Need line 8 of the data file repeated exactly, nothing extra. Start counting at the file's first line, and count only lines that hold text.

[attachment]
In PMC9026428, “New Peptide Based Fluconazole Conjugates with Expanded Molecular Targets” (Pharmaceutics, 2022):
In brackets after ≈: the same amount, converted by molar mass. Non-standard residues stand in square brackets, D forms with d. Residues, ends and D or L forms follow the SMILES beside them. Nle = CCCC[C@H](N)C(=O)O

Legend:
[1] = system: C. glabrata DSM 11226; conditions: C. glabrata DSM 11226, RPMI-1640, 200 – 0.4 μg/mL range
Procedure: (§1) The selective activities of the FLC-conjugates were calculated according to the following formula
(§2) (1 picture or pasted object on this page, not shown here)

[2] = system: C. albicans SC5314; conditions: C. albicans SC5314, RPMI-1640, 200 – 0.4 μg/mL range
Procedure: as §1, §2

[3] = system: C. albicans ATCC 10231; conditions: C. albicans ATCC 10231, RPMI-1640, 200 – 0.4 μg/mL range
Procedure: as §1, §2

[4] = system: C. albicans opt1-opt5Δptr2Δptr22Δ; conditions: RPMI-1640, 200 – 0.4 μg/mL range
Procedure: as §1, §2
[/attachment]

Procedure: as §1, §2